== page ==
• I haven’t come across that one yet, no. Cool, I’ll scope it out and maybe not something down about it. I really do like Frank Grillo. He helps make this movie a bit better than it might have been.

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  2. Is there a way to, I dunno, have Netflix recommend you GOOD films?

    BTW i think I’ve said this to ya before but you gotta watch I Am Mother on Netflix!! Its kinda like Ex Machina, but better ;D

    Liked by 1 person

    • Lol! That first line is a zinger dude. Open a review up with that!

      Yes — I still need to watch I Am Mother. Heard some good things and some things of which that were not as bueno.

      Liked by 1 person

      • I’ve heard so many people say ‘Mother’ is “just another movie about AI” and god it just makes me want to slap them cos they’ve totally missed the nuances within the overall point/plot. That, and the way it balances examining AI and human emotion… I’ve never seen a movie do that so well, or at all really. Maybe I need to watch more movies about AI? Tho adding the dystopian setting makes even more unique and when you figure out what -actually- happened, its like a light bulb going off and you realise how well its hidden, but you pay attention after figuring it out and it doesn’t seem that way at all, and you facepalm at how obvious it seems.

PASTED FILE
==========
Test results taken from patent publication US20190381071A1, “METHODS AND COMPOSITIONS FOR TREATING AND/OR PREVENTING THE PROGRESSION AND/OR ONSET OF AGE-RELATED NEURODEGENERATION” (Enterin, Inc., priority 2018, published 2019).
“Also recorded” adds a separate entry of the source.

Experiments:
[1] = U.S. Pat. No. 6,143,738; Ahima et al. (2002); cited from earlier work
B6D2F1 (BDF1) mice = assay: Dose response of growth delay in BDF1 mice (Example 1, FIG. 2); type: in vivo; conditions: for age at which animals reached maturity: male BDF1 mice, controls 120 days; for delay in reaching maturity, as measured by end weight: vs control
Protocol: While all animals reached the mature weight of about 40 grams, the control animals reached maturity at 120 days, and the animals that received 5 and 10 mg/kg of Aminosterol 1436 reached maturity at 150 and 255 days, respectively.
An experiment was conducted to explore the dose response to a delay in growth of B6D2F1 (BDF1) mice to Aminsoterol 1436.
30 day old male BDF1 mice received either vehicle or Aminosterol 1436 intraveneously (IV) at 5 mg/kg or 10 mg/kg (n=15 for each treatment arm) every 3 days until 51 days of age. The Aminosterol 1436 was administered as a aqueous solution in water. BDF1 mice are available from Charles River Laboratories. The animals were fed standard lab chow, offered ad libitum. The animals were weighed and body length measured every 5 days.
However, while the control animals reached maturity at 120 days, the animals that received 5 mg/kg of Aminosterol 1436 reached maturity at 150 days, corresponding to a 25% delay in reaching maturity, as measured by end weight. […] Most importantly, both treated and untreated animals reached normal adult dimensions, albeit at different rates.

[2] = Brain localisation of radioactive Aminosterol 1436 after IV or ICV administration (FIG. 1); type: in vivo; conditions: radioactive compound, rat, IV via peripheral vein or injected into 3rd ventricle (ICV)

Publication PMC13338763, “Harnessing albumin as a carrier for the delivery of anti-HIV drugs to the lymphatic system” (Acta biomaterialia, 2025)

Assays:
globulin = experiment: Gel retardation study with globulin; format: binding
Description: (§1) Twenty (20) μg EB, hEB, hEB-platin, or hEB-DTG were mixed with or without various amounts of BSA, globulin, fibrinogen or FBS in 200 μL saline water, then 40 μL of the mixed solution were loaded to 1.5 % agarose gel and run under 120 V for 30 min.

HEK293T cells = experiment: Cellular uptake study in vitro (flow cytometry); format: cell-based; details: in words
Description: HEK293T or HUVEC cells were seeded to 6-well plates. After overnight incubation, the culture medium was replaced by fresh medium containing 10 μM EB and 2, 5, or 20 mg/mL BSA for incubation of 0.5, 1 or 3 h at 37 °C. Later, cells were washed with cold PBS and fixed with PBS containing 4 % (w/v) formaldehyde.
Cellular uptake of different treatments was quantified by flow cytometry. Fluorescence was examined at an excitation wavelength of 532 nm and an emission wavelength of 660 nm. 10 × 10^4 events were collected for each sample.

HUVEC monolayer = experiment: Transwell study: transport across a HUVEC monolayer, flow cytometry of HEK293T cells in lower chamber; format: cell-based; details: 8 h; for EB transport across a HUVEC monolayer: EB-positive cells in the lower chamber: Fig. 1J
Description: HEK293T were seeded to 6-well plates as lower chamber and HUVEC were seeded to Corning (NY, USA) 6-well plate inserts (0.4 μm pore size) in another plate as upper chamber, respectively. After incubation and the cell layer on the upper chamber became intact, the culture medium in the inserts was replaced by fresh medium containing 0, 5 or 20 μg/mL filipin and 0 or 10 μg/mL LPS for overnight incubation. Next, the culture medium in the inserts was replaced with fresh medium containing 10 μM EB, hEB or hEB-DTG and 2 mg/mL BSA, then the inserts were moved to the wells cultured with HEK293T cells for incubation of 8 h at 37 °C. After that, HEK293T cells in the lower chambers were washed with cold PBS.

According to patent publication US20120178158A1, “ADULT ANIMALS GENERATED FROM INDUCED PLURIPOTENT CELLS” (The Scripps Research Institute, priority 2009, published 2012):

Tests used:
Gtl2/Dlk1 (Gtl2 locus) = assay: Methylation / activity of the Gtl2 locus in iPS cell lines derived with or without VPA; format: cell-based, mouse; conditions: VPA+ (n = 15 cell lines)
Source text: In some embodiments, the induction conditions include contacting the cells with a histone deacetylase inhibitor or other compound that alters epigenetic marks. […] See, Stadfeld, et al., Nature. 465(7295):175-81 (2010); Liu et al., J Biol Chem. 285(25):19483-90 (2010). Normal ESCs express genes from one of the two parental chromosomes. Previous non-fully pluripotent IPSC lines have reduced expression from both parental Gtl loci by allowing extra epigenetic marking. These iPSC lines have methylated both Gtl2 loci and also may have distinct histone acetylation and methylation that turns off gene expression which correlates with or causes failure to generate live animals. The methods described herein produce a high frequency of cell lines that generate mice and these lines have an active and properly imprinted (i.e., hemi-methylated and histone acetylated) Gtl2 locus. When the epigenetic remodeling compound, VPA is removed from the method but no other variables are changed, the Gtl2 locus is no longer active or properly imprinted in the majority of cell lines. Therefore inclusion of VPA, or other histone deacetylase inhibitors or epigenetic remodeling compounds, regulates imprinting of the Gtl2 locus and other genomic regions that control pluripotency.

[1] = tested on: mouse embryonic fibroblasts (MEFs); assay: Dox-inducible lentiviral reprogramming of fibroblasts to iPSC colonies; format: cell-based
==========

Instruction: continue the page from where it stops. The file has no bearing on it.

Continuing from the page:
But of course you will always have those who say ‘god i hate movies that hide shit like that’. I guess its a movie for real film nerds and not you’re average moviegoer/Netflix watcher.

        Heh and thanks for the compliment, I’ll store that line and open a review with it or something similar down the line 😛 But honestly, I did a trial, only cos I thought I might find films I otherwise wouldn’t have found. But hell I don’t need that, I already get a ton of recs from you and other bloggers – my 2019 list of ‘to-watch’ films is already bloated as hell! No subscription for this dirty Australian =P